Irish schoolboy with rare birth defect amazed by his new 3D printed hand
'They love it in school. The headmaster was blown away'
A ten-year-old Irish boy, born with a stump on his right arm due to Amniotic Band Syndrome, has been gifted a 3D printed hand which has provided him with new functionality and boosted his confidence.
Josh McKenna, from Co Laois is now Ireland’s first recipient of a hand created in a 3D printer.
Last year, Josh’s mum Annette came across international charity Enable The Future which provides £D mechanical hands to children who need them.
After filling in Josh’s details, Annette was linked to Stephen Dignam, a lecturer in IT Tallaght and engineer Robert O’Connor who had offered their services to the charity.
“Around last October I was reading a story about a little boy in Hawaii who had a hand very much the same as Josh,” said Annette speaking to The Anton Savage Show
“The article was about this child’s reaction to getting a new hand and I had watched a YouTube video too.
“At the end of the article it mentioned the charity Enable the Future so I filled out Josh’s details. I thought I’d hear nothing more of it.
“Then I got an email from Stephen Dignam who said I’ve been matched with you and it just snowballed from there,” she said.
Designer Stephen Dignam soon began work on creating Josh’s mechanical hand based on measurements and photos sent by Annette.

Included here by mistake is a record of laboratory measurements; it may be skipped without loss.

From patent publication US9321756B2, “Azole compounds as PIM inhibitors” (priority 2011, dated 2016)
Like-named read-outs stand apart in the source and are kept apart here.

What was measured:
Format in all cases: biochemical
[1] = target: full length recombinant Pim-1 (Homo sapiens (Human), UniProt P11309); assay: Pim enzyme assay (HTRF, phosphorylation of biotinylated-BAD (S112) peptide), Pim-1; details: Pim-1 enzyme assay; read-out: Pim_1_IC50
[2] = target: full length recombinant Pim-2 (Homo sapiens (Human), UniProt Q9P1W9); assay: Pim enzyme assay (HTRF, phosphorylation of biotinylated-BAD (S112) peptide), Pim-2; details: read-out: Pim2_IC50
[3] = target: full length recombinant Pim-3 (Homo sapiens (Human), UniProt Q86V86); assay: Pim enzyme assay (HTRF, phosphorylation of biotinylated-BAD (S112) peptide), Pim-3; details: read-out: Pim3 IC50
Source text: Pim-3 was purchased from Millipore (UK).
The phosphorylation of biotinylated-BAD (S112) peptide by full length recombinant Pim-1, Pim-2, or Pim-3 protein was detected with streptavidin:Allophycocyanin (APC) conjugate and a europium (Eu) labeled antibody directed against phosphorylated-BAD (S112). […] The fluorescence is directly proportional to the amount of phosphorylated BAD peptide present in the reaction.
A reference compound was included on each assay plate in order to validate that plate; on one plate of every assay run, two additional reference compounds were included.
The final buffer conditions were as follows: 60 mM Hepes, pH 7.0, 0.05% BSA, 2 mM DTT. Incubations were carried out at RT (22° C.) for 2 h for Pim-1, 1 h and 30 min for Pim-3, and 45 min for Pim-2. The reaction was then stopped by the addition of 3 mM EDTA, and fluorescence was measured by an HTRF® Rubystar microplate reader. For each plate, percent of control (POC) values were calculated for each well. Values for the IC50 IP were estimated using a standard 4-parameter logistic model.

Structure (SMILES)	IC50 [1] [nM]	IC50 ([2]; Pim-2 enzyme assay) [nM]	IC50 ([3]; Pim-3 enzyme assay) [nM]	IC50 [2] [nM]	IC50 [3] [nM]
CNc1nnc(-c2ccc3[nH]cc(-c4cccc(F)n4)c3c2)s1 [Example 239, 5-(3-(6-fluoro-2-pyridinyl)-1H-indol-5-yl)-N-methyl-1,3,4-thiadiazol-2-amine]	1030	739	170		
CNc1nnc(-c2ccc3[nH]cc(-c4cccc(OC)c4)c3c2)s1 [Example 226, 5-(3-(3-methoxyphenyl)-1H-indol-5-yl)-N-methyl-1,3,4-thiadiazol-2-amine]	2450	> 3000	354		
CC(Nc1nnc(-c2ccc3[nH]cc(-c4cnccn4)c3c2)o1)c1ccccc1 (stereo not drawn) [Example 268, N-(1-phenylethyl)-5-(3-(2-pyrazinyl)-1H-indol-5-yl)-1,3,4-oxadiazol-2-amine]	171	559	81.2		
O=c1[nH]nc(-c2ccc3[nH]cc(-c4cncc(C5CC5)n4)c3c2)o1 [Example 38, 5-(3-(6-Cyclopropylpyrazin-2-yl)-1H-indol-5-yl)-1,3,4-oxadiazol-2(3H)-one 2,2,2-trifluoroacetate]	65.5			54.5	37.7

“I’m a designer and I have a 3-D printer and when I signed up to the charity and I gave them my details and my capabilities. They matched me up with Josh and Annette.
“I was sent photographs detailing Josh’s hand and from there we decided what kind of model we would use. Then I got in contact after that.
“I took that and I measured it up in 3D software,” said Stephen.
Josh’s mum Annette revealed that the hand has give the ten-year-old a boost of confidence and is loved by everyone in Josh’s school in Co. Laois.
“He was most excited to pick the colours. His original hand was black, yellow and red. This is a more up to date hand. He chose his bike to match,” said Annette.
“It’s made a difference to his confidence.
“They love it in school. The headmaster was blown away. The first morning he walked into the classroom and gave a wave and said ‘How’re ya lads?’
Designer Stephen revealed that although the hand has been seen as a tool for children, he is getting more requests from adults who fit the criteria.
“Adults are looking and seeing the capabilities. I’m working on one now for a 52 year old in Manchester.
“To be able to help Josh... well the feeling was indescribable,” he said.